First, make sure you’re not an asshole. This is the biggest hurdle for many in finding love.

Once you’re sure you’re not an asshole, make your life into what you want it to be. Do the things that bring you joy.

Think about what others need for some portion of your day. Then figure out a way to help them get it without sacrificing too much of yourself.

Spend as much time as possible with your friends. This will make you a happy person that people want to be around.

Maybe that will be enough love for you.

If it isn’t, tell your friends that you don’t want to be single anymore, and that they should set you up with someone who isn’t completely insane.

And we mean ALL your friends.

Tell them you’re serious and you need their help.

Does that feel a little humiliating? Suck it up. Your life won’t change unless you allow yourself to be vulnerable.

Did you meet anyone?

If you didn’t, join a dating site.

Stop whining about it.

Yes, it’s horrible. But algorithms can be surprisingly effective when it comes to love.

When describing yourself, don’t say you “love to have fun,” or “feel as comfortable in the board room as you do in the mud.” The ability to exist in multiple locations is something almost all humans can do, unless you’re John Travolta in that plastic bubble movie.

Say something meaningful. Say something true. Say, “This is what I need to be happy.” Say, “This is who I am.”

Lying will only connect you to people who might love your fake self, which would work, we suppose, if you plan to lie for the rest of your life.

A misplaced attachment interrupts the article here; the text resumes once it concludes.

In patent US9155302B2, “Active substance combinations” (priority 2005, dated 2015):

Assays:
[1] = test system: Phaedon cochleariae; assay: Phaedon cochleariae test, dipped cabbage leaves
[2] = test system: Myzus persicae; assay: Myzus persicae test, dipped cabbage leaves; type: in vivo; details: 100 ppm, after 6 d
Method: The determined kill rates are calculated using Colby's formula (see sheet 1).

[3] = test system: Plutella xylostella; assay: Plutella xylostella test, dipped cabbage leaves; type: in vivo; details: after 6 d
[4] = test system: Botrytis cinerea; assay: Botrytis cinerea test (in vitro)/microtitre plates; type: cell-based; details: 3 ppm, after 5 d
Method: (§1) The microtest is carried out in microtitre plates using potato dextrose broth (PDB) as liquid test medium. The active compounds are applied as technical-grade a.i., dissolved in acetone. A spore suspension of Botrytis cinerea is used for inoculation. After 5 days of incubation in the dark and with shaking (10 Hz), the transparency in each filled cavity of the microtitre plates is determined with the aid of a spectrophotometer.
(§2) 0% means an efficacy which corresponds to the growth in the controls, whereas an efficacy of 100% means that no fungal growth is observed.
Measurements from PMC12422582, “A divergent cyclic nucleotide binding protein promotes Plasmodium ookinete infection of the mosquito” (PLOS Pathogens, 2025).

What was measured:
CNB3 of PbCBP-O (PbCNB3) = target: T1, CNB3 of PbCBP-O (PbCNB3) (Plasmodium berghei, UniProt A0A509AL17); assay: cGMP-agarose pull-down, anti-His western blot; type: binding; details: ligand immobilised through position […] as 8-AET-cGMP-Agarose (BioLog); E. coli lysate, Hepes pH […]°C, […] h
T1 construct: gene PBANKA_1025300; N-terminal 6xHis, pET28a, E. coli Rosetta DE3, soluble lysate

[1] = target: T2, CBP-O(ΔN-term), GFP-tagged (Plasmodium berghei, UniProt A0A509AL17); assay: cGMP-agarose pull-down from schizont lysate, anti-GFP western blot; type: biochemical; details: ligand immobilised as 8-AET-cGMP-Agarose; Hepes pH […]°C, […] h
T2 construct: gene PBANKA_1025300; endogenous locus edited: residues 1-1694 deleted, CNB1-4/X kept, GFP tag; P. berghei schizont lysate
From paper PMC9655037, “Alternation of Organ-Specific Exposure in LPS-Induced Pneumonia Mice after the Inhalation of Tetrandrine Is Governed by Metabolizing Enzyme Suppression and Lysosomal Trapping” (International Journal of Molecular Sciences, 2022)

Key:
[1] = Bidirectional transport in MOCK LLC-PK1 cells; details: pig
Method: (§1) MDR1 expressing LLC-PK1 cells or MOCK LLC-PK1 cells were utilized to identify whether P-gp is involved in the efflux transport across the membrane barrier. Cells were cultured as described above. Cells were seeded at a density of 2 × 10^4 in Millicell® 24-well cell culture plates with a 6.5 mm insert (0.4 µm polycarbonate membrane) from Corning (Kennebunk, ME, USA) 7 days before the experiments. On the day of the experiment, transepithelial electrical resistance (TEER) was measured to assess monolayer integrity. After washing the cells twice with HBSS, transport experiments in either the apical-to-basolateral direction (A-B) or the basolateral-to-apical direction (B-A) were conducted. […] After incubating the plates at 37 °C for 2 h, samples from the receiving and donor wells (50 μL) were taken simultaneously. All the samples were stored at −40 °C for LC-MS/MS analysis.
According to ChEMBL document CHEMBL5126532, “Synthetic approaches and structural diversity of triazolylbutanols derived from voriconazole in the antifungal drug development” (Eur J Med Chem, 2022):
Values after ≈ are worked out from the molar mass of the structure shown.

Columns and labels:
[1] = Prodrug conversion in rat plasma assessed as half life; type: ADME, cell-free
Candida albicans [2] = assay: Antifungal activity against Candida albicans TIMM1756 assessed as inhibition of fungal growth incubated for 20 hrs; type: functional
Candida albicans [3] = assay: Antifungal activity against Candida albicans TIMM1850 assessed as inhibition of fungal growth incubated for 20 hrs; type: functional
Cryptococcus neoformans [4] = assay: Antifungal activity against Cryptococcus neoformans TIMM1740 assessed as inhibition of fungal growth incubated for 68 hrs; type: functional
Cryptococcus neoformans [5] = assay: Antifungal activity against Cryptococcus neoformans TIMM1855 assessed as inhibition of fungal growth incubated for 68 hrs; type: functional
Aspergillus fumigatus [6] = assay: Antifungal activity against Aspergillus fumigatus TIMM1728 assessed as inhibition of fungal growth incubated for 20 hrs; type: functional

And that doesn’t sound like fun.

Did you meet anyone?

If not, try speed dating, or bingo, or volunteering with a nonprofit you believe in, or a meetup group, or walking up to an attractive stranger and saying, “You seem nice. I’m [insert your real name here] and I’m single as HELL. Wanna chat?”

What we’re saying is, DO SOMETHING.

Do something that makes you uncomfortable.

If you’ve reached the point that you’re sending a desperate-sounding question to a couple of strangers, you’ve been waiting for something to happen for a long time.

Stop waiting.

The world doesn’t owe you love. The world doesn’t owe anyone anything. The world is just minding its own business, spinning at 1,000 miles an hour and trying to hold it together, just like you are.

So if you really want love, the romantic variety, try everything before giving up.

And you might not find it.

If you don’t, then do whatever you can to be happy with the love you have all around you: your friends, your family, your ridiculous cat with one weird ear.

That love is worth just as much as romantic love. Maybe more, because it’s not as fickle, and less likely to give you shit because you didn’t wait to watch the latest Game of Thrones episode with it.

We wish you luck and all kinds of love.


The Scarlets

More Proof That Starbucks Hates Jesus